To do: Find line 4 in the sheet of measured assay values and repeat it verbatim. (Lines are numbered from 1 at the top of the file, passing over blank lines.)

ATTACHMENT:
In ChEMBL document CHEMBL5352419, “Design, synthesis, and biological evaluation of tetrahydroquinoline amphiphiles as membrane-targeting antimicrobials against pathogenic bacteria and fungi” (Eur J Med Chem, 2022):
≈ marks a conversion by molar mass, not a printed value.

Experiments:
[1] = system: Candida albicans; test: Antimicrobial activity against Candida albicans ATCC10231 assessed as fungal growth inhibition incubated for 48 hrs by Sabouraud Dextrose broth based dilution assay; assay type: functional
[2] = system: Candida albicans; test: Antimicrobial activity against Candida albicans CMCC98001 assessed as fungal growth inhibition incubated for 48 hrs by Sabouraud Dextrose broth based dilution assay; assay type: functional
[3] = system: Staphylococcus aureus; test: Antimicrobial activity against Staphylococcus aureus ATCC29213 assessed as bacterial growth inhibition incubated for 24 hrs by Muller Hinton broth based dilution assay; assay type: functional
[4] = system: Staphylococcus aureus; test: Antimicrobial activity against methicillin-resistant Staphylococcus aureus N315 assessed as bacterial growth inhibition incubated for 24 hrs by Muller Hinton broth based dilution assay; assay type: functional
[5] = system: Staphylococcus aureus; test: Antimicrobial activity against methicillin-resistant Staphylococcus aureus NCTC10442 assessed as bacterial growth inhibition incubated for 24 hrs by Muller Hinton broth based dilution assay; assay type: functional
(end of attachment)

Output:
[1] = system: Candida albicans; test: Antimicrobial activity against Candida albicans ATCC10231 assessed as fungal growth inhibition incubated for 48 hrs by Sabouraud Dextrose broth based dilution assay; assay type: functional